She's So Cold
Think this couldn’t happen to your family? Think again.
In the winter of January 1998, the small town of Escondido, California, was horrified when the body of 12-year-old Stephanie Crowe was found brutally murdered in her own bedroom. The police used psychological manipulation to force three 14-year-old boys to falsely confess to the murder. She’s So Cold traces the twists and turns of a real-life mystery which eventually changed the lives of fifteen people and cost a district attorney his job.
To protect children and teens from such manipulation in the future, McInnis proposes a new Children’s Miranda Rights Warning and a Bill of Rights for Children who are being questioned as suspects. These proposals must be adopted in order to prevent minors from making false confessions that could destroy their futures.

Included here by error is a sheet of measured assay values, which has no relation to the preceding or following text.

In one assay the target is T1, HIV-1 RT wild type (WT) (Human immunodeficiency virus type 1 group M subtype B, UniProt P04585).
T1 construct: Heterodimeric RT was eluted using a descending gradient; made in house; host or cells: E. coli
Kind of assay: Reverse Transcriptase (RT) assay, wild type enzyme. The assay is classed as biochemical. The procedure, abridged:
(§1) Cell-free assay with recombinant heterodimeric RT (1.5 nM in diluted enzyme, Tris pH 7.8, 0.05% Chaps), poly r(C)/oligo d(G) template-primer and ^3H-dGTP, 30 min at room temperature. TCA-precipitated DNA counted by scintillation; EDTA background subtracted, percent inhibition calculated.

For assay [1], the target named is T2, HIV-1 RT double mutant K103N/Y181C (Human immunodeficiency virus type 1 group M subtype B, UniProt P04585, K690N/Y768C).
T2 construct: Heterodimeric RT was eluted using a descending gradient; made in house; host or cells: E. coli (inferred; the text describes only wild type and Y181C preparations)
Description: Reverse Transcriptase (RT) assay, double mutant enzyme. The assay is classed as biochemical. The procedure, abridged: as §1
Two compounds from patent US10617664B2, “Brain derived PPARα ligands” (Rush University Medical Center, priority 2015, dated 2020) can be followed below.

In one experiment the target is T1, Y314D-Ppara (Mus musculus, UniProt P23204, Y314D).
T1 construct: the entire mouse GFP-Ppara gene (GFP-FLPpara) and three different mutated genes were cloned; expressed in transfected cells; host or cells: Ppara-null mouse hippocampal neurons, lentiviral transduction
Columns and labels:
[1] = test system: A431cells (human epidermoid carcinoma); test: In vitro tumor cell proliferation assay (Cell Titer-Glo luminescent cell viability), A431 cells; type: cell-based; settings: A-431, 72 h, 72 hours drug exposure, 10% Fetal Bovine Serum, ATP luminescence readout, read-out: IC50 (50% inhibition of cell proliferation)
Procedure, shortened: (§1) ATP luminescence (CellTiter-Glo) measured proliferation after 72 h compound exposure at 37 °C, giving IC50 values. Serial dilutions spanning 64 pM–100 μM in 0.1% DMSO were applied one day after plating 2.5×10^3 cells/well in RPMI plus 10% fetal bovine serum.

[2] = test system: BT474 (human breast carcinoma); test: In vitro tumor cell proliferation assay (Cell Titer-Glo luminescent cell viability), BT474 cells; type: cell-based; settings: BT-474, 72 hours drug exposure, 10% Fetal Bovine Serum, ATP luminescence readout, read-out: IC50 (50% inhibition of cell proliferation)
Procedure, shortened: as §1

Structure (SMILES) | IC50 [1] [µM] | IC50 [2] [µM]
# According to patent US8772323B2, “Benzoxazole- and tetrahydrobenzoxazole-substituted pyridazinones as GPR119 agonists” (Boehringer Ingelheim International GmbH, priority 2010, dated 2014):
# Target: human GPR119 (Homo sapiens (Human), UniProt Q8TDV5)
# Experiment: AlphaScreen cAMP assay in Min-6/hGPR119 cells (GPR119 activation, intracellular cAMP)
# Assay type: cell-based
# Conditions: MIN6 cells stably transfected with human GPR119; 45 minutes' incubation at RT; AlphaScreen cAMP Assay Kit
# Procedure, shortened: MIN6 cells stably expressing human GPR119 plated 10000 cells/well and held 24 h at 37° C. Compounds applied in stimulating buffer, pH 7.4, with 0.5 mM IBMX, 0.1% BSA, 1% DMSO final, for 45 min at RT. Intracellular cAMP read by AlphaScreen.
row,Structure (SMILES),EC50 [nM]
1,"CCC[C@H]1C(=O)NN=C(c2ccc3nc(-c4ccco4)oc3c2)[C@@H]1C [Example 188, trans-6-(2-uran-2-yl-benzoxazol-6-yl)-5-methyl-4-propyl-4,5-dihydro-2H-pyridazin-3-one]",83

She’s So Cold is the story of a broken system. A system stacked against families and, most of all, against children.
If you are a fan of true crime stories, you will like it but it might be a slight departure from other true crime novels. This is because this book is not so focused on the "victim" but more about the questioning that Stephanie's brother and two friends endured during the interview process. The main focal point of this book is to showcase Children’s Miranda Rights Warning and a Bill of Rights for Children.
As I was reading this book, I did feel and experience injustice as well as anger. The type of harassment that the three boys endured was horrible. It is no wonder that they would and did say anything that the authorities wanted them to say. The whole process was very speedy and not well researched. It is lucky that Mr. McInnis was assigned to represent one of the boys. If not, the boys may never have been released.